I love how you expressed Claude's frustration over the model T breaking down, which in comparison was pretty much like his relationship with Beulah.
How he threw her picture out of his pocket - and simultaneously, out of his life. The humor and satire were quite enjoyable, and left me feeling a high five for Claude. Perhaps the only thing this really needed was a cold beer!

Cheers, Sam!

Posted 1 Year Ago

2 of 2 people found this review constructive.


7 Months Ago

Im from texas and i had to peek at your story im glad i did Haha I had fun reading it in a hillbilly.. read more
Samuel Dickens

7 Months Ago

Thank you. I'm happy that you and your daughter enjoyed the story. Although I'm from Arkansas, I liv.. read more

7 Months Ago

You welcome and nice I'm sure u have great memories in texas


This was a fund story, except the part about starting the car in the hot Texas sun. I've been there and know how miserable it is to work in that Texas heat.

Posted 2 Weeks Ago

1 of 1 people found this review constructive.

Samuel Dickens

1 Week Ago

Thanks. It's no fun, I tell ya.
I actually have a Model T that my dad gave me and lord have mercy, I don't know how anybody drove those things for any period of time. So cool, but so much work. I loved this, the heat, the frustration , the promise of a new and better existence. And the ending is just perfect...great job man!

Posted 1 Month Ago

1 of 1 people found this review constructive.

Samuel Dickens

1 Month Ago

Thank you. Dad was not much of a car mechanic, (he was a watch and clock repairman) but he said he g.. read more
You drew me right in from the outset. You set the atmosphere and I liked where you took me. You have an easy, flowing style of writing. Makes me feel comfortable, and I loved how your story ended. lovely read. Thank you Samuel.

Posted 2 Months Ago

1 of 1 people found this review constructive.

Samuel Dickens

2 Months Ago

Thank you. I'm so very glad you enjoyed it.
Yeah, that is so what i've been doing all these years, playing hard to get. I play it so well, all the ladies forgot I was playing and forgot to chase me :)
And that is when my uncontrolled fits started :)
if Claude is getting chased so soon, I reckon I might just like Texas too.
Great story Sam. You ne,ver fail.

Posted 4 Months Ago

1 of 1 people found this review constructive.

Samuel Dickens

4 Months Ago

Thank you. If you are going, be sure to drive a Model T. (They aren't very fast)
Jook, as France...............................................................................................................................................................................................................................................................................................................................................................................................................................was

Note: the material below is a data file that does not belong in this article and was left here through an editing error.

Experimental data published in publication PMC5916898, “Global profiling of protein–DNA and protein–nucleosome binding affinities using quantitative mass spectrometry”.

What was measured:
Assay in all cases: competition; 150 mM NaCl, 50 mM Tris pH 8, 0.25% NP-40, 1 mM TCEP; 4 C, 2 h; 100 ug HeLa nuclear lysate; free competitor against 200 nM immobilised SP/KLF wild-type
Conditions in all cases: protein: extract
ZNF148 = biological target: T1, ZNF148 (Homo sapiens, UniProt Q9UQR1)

Posted 4 Months Ago

1 of 1 people found this review constructive.

Samuel Dickens

4 Months Ago

I have no idea what you said.
Drove across the U.S. a few times, hit Texas only once. Don't remember exactly where. We came over a rise and we were hit by a God awful smell!
In huge pens along-side railroad tracks, were thousand of head of cattle. Even the air conditioning in the car did little to relieve the stench. Needless to say, it did not leave us with a fond memory of Texas.

Take care - Dave

Posted 5 Months Ago

1 of 1 people found this review constructive.

Samuel Dickens

5 Months Ago

Thanks, Dave. Not everyone's Texas experience is a good one. There's good and bad anywhere you go.

5 Months Ago

Oh I'm sure you are right. I'm not saying that all of Texas is bad. I'm just relating my first exp.. read more
Ha ha ha she really was cute. a girl was really chasin' him. I love your stories they are awesome!

Posted 7 Months Ago

1 of 1 people found this review constructive.

As a native texan born and raised I can tell you the roads are still bad and the cars aren't much better either.this is a enjoyable little story to read when you need a smile on your face.well done

Posted 8 Months Ago

1 of 1 people found this review constructive.

Samuel Dickens

8 Months Ago

Thank you. I lived in south Texas for several years.
Briliant Samuel - you really know how to bring these old stories to life. As always the story just flows along and pulls us in and we forget how good this writing is because you make it look effortless.
Well done once again,
All the best,

Posted 9 Months Ago

1 of 1 people found this review constructive.

Samuel Dickens

9 Months Ago

Thank you, Allan. I'm honoured.
a great story sam,you are a true story teller my friend

Posted 9 Months Ago

1 of 1 people found this review constructive.

Samuel Dickens

9 Months Ago

Thank you. I'm happy to know you liked it.

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39 Reviews
Shelved in 1 Library
Added on June 22, 2014
Last Updated on November 9, 2015


Samuel Dickens
Samuel Dickens

Alma, AR

Greetings, all. I'm a seventy year-old father of three sons who enjoys writing, art, music, motorcycles, cooking, and a few other things. From 1967 to 1988, I served in the US Navy, where I traveled t.. more..